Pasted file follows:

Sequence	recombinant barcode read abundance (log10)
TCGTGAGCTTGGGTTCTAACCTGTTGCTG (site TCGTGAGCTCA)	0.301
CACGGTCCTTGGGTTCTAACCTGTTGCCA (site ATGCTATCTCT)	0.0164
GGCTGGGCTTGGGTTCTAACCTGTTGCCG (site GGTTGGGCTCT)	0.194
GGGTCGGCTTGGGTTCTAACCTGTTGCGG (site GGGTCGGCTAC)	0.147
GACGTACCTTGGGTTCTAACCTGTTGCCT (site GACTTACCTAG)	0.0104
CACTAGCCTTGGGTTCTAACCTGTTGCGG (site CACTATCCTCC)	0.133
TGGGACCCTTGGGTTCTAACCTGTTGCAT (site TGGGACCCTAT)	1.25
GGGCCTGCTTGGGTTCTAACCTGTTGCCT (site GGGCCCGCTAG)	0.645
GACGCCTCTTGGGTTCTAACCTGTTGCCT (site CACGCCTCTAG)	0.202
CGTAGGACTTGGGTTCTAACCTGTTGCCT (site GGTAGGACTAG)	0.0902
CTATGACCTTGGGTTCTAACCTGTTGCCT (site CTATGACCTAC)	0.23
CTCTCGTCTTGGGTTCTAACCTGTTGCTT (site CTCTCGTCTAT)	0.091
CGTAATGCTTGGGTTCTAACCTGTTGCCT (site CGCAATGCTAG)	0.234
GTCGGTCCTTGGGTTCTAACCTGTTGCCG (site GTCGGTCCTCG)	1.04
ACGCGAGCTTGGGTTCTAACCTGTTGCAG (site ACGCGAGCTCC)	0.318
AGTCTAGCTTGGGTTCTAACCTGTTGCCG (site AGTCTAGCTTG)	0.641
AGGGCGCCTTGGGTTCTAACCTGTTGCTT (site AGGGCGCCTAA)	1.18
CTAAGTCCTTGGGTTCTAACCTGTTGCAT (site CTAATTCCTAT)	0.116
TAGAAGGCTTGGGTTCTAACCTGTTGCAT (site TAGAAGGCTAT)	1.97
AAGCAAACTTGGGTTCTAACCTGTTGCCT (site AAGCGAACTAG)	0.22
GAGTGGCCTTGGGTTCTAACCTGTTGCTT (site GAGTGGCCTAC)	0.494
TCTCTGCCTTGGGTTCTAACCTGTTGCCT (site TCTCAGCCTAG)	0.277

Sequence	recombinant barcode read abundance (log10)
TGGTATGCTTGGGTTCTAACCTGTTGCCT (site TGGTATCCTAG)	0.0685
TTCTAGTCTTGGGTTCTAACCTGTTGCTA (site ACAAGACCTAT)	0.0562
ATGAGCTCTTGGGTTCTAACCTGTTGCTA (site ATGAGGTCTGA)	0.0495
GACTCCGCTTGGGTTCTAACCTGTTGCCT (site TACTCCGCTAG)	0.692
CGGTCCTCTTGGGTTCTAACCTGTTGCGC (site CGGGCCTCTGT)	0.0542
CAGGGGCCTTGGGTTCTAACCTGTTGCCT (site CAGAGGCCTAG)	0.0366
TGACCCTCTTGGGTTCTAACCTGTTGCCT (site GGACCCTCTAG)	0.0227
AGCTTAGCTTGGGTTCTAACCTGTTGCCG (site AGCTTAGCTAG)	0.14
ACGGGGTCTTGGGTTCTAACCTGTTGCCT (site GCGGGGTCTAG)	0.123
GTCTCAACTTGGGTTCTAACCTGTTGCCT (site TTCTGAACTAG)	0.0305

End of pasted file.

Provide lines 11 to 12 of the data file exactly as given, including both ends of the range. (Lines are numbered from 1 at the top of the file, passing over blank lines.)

CGTAGGACTTGGGTTCTAACCTGTTGCCT (site GGTAGGACTAG)	0.0902
CTATGACCTTGGGTTCTAACCTGTTGCCT (site CTATGACCTAC)	0.23